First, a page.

Mustangs 2010 Season Blog
August 1st 2010,
Alright, so this is a belated, kind of a prequel if you will, into what it takes to be a youth football coach. Although this is dated for August 1st, this is only the point where THIS year began to take place. Up until this point I had already gone to a ton of various seminars in various places, about various things football. The nice thing is that the league in which I coach flips the bill for me as far as admission goes, then from there I just have pay my room and board. It doesnít sound like much, but some of these ďcoaching galasĒ can cost quite a bit, but it was very good and covered nearly all of the intermediate things that coaches at the youth level might need to know about getting to the next level in the coaching game and taking our respective programs to the next level. And as always, there was a lot of mingling and getting to know other coaches in the area and at the various levels, which trust me, is half the battle in getting a reputation.
So I had a busy summer and having my co-coach from last year leave during the offseason, I set out to fill my new staff. The nice thing is that I was able to select people that I could work with, as well as people that I could teach. So in a sense Iím not just setting up and getting a bunch of kids to play football, but working with a group of 5 new coaches that Iím bringing up to speed as well; so itís quite a busy season I have lined up. To make it worse, Iím not an offensive linemen coach. So my roster of coaches consists of my cousin who wants to volunteer in order to get hours before he applies with the police, a buddy of mine whoís active in the sporting community, a buddy that I used to play football with who does know a thing or two about lineman, and two more guys that have little to no idea about coaching sports, but love the game of football and want to learn; One of whom volunteer to take over the defense, which is great initiative because it should cut my work load in half, even though defense is my passion and Iím pretty damn good at it. But he wanted it, so heís got it and Iím just there as a sounding board for him AND I get to make roster moves for him as he doesnít know the kids and what they can do (I have 25 kids that came back after being blown out the year before).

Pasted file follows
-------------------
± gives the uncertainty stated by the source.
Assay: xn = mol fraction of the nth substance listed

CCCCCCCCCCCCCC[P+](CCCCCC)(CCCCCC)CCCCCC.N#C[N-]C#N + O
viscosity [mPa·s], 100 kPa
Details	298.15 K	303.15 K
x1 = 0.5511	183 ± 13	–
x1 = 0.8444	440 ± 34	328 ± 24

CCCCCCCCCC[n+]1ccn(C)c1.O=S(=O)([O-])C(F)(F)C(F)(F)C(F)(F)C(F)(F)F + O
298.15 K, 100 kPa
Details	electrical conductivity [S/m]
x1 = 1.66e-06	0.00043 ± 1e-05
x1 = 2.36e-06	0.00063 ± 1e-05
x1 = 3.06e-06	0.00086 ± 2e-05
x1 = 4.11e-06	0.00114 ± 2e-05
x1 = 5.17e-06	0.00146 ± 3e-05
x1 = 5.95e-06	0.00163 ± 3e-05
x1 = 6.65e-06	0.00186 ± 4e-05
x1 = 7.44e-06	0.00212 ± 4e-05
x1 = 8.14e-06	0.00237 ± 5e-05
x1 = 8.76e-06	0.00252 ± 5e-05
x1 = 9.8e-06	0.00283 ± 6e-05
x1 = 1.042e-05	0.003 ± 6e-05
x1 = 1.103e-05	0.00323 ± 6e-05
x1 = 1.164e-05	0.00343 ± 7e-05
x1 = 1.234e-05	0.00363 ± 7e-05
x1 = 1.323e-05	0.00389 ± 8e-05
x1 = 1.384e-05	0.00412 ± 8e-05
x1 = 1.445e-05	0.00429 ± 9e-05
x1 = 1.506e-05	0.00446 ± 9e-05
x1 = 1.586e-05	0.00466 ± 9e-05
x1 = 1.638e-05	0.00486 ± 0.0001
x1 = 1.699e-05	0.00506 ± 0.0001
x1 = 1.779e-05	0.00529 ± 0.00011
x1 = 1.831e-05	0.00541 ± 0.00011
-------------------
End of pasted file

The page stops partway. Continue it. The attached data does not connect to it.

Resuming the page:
So Iíve got that all in place now and weíre ready to roll. I got a sweet deal on some great J5V balls, so I got 6 of them for our team, I got 24 black pinnies (our team is red, white, with blue trimÖ Itís an SMU rip off) and two running ladders. So Iíve got all of the basics that the league doesnít give us (they give us balls, but they suck). My playbooks are done and consist of about 50 pages for the offense in set plays, not counting everything in the basic offense foundations on the site, plus another 10 pages of defenses, also broken down in concepts like the simple offense, and another 5 for special teams. So itís quite the book in total. But as I said before, if you use the same wording for everything, even if the set plays run off the same terms, then you can run pretty much any play and theyíll know what you want them to do just on whatís being said.
So all of this pretty much adds up to about 200+ hours of work , learning, surfing and purchasing and we havenít even seen a single kid yet. My coaches have probably put in about 5 to 10 hours, but theyíre learning every time we got out there now.